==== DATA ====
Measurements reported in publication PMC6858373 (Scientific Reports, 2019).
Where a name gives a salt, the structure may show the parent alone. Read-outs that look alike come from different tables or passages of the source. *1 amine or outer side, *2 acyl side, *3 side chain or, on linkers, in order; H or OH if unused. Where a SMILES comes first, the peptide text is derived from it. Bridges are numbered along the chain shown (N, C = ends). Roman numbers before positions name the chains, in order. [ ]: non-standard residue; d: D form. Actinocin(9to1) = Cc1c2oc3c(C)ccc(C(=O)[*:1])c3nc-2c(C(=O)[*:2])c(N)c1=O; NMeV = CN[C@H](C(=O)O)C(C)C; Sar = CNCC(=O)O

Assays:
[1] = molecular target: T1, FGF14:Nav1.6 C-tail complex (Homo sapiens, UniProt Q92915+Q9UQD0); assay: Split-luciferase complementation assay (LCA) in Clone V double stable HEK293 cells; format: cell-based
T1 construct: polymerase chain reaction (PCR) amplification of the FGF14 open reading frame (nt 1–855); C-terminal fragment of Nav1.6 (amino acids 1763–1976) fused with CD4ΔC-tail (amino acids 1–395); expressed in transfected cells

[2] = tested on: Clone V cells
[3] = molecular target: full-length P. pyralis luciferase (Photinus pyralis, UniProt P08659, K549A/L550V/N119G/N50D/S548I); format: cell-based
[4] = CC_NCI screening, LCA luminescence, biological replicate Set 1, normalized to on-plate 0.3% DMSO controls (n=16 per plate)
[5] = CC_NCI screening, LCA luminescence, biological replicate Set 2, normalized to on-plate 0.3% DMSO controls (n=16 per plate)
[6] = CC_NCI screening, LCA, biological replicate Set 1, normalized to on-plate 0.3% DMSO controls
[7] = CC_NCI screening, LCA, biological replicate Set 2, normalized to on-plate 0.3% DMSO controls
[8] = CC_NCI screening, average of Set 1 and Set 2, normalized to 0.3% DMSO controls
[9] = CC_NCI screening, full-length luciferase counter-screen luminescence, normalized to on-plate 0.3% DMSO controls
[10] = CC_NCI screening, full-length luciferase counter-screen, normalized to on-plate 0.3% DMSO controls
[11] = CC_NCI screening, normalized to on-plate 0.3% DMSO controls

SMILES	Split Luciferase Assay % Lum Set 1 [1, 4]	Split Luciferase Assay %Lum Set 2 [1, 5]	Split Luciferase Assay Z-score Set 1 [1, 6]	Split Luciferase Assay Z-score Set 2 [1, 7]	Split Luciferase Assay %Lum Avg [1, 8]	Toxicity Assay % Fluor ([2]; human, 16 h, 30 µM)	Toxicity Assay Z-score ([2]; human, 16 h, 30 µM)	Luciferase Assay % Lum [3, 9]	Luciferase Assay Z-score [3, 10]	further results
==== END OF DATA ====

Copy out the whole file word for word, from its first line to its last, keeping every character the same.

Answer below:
Measurements reported in publication PMC6858373 (Scientific Reports, 2019).
Where a name gives a salt, the structure may show the parent alone. Read-outs that look alike come from different tables or passages of the source. *1 amine or outer side, *2 acyl side, *3 side chain or, on linkers, in order; H or OH if unused. Where a SMILES comes first, the peptide text is derived from it. Bridges are numbered along the chain shown (N, C = ends). Roman numbers before positions name the chains, in order. [ ]: non-standard residue; d: D form. Actinocin(9to1) = Cc1c2oc3c(C)ccc(C(=O)[*:1])c3nc-2c(C(=O)[*:2])c(N)c1=O; NMeV = CN[C@H](C(=O)O)C(C)C; Sar = CNCC(=O)O

Assays:
[1] = molecular target: T1, FGF14:Nav1.6 C-tail complex (Homo sapiens, UniProt Q92915+Q9UQD0); assay: Split-luciferase complementation assay (LCA) in Clone V double stable HEK293 cells; format: cell-based
T1 construct: polymerase chain reaction (PCR) amplification of the FGF14 open reading frame (nt 1–855); C-terminal fragment of Nav1.6 (amino acids 1763–1976) fused with CD4ΔC-tail (amino acids 1–395); expressed in transfected cells

[2] = tested on: Clone V cells
[3] = molecular target: full-length P. pyralis luciferase (Photinus pyralis, UniProt P08659, K549A/L550V/N119G/N50D/S548I); format: cell-based
[4] = CC_NCI screening, LCA luminescence, biological replicate Set 1, normalized to on-plate 0.3% DMSO controls (n=16 per plate)
[5] = CC_NCI screening, LCA luminescence, biological replicate Set 2, normalized to on-plate 0.3% DMSO controls (n=16 per plate)
[6] = CC_NCI screening, LCA, biological replicate Set 1, normalized to on-plate 0.3% DMSO controls
[7] = CC_NCI screening, LCA, biological replicate Set 2, normalized to on-plate 0.3% DMSO controls
[8] = CC_NCI screening, average of Set 1 and Set 2, normalized to 0.3% DMSO controls
[9] = CC_NCI screening, full-length luciferase counter-screen luminescence, normalized to on-plate 0.3% DMSO controls
[10] = CC_NCI screening, full-length luciferase counter-screen, normalized to on-plate 0.3% DMSO controls
[11] = CC_NCI screening, normalized to on-plate 0.3% DMSO controls

SMILES	Split Luciferase Assay % Lum Set 1 [1, 4]	Split Luciferase Assay %Lum Set 2 [1, 5]	Split Luciferase Assay Z-score Set 1 [1, 6]	Split Luciferase Assay Z-score Set 2 [1, 7]	Split Luciferase Assay %Lum Avg [1, 8]	Toxicity Assay % Fluor ([2]; human, 16 h, 30 µM)	Toxicity Assay Z-score ([2]; human, 16 h, 30 µM)	Luciferase Assay % Lum [3, 9]	Luciferase Assay Z-score [3, 10]	further results